Advertisement
  •  

Accuracy • Independence • Integrity

October 19, 2017   |   Ithaca, NY

ColumnsElephant in the Room

Free speech is vital

In the last week, flag burning and a former senator’s visit to Cornell University have shed light on the ongoing struggle for freedom of speech in the U.S.

Let’s start with a tweet by President-elect Donald Trump, in which he said that flag burners should lose their citizenship or face a year in jail. Trump was responding to a wave of postelection protests, many of which have occurred on college campuses. Most notably, a flag was burned at Hampshire College, which prompted university officials to at first replace it and then remove it.

While I would never burn the U.S. flag, I firmly believe it should be a protected form of expression. Our nation was founded by a group of revolutionaries who stood up to a monarch. We cannot allow our country to censor forms of expression that politicians deem offensive. But I would urge students to focus on constructive protests that allow them to engage in the political process.

And now on to the visit by a former senator. Last week, I attended Rick Santorum’s speech at Cornell. Before Santorum even entered the auditorium, protesters were prepared to silence him. Let me be clear: I do not agree with Santorum on numerous issues. But I was eager to hear what the two-time presidential candidate had to say. Through a lack of civility, protesters diminished the legitimacy of their own claims. They shouted obscenities, making Santorum look better and demonstrating that college campuses, which were once a marketplace of ideas, are now intolerant to differing views.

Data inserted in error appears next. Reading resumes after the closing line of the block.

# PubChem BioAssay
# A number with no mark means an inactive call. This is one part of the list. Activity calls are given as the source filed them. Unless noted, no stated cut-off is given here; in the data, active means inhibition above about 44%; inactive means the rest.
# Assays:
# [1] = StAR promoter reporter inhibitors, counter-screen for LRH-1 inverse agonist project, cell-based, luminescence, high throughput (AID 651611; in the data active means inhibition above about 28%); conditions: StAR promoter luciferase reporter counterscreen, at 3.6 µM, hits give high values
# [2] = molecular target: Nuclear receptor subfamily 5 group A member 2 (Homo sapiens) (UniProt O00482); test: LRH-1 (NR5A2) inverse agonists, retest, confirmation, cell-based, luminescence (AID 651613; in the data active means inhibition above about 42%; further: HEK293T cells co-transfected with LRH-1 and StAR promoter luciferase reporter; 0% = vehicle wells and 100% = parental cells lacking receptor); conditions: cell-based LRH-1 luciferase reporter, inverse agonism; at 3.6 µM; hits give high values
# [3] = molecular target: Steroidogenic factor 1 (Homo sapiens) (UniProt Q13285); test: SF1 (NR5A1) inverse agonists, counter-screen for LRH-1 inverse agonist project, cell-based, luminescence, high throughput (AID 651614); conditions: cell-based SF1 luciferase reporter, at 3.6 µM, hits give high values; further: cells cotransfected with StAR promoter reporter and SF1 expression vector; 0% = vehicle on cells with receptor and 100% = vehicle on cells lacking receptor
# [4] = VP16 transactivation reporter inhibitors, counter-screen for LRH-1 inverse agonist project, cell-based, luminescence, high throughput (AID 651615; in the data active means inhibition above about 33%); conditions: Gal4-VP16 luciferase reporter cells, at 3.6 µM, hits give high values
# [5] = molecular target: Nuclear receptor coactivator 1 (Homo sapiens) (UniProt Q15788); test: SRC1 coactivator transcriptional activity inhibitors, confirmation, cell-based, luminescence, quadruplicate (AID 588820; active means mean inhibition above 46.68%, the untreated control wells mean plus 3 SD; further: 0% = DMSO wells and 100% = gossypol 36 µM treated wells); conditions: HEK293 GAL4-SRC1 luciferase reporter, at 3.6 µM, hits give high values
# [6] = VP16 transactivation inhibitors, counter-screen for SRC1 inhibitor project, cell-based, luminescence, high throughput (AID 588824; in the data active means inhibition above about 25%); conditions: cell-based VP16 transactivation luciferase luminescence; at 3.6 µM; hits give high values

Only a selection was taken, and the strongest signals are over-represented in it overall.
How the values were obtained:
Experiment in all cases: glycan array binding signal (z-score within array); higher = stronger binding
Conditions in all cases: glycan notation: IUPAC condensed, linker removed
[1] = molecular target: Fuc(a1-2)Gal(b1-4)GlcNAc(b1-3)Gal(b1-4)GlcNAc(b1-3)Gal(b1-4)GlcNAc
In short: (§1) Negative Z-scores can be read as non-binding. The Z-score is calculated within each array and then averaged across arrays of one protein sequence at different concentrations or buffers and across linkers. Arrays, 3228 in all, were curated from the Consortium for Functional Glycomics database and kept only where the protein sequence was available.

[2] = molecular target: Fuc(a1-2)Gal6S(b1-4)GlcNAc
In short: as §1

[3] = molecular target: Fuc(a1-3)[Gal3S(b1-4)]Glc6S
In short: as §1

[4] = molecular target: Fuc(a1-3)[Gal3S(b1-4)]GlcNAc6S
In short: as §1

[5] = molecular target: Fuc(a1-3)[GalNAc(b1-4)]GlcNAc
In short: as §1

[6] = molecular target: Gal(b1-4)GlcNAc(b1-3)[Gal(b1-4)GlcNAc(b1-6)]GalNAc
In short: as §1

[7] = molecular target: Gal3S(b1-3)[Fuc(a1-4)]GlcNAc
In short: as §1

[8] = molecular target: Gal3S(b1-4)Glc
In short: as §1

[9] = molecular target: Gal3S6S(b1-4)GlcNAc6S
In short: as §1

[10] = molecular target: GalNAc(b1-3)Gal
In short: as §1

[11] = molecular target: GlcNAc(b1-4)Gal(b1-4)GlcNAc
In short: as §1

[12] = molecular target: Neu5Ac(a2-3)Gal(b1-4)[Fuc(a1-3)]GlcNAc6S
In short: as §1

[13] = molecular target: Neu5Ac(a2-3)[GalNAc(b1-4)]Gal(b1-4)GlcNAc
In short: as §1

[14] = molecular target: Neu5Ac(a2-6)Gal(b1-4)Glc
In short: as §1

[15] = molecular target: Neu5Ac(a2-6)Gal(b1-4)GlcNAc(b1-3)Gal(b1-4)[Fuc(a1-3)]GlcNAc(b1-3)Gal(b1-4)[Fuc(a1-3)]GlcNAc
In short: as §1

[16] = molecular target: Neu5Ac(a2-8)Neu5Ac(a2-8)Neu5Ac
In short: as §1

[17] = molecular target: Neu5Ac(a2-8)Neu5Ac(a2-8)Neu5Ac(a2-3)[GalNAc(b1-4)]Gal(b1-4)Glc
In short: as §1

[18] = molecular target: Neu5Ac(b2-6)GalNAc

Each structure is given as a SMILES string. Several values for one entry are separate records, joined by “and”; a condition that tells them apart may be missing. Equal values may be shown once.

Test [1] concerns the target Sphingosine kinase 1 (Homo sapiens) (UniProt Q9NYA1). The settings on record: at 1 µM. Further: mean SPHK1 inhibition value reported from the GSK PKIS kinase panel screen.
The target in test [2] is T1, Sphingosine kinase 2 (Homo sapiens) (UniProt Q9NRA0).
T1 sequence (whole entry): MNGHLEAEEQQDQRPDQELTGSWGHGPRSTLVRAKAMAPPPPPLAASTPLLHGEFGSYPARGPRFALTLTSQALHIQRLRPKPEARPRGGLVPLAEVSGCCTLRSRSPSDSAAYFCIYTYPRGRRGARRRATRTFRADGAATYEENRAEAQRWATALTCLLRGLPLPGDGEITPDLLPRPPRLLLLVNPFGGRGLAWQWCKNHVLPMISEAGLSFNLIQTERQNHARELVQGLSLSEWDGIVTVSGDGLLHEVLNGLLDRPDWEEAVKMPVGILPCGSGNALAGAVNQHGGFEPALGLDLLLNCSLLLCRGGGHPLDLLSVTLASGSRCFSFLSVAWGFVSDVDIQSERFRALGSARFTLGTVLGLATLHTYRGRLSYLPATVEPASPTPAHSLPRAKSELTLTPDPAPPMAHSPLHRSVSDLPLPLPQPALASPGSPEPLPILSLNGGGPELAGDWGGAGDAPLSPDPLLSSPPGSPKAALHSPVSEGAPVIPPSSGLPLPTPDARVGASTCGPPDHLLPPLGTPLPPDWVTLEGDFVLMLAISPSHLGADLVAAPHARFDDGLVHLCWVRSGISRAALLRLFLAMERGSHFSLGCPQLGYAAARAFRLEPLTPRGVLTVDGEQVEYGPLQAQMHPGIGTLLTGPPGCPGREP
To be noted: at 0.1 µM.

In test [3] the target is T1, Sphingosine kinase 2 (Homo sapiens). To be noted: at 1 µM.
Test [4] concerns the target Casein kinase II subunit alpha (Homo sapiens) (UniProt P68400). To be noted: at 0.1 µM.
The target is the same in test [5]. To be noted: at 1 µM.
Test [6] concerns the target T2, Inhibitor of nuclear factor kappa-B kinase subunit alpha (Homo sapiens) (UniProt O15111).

As a nation, we must reaffirm our commitment to freedom of speech. It is through exposure to a range of ideas that people can challenge their own thoughts. My views have adapted and evolved countless times, thanks to courses taught by a liberal faculty. But I worry for my liberal classmates, who can go four years insulated from conservative views. The growing trend of disinviting and protesting speakers on college campuses must stop. Just as politicians shouldn’t be able to arbitrarily censor speech, neither should mobs of college students.

Hampshire College was also in the news in 2013, when students convinced the administration to disinvite a band from performing at the college. The Massachusetts American Civil Liberties Union was “deeply disturbed” by the incident. Silencing guest speakers for their opinion but burning a flag to express your own views is contradictory and dangerous. From college campuses to the Oval Office, we need freedom of speech more than ever.

Kyle Stewart can be reached at kstewart1@ithaca.edu or via Twitter: @KyleStew107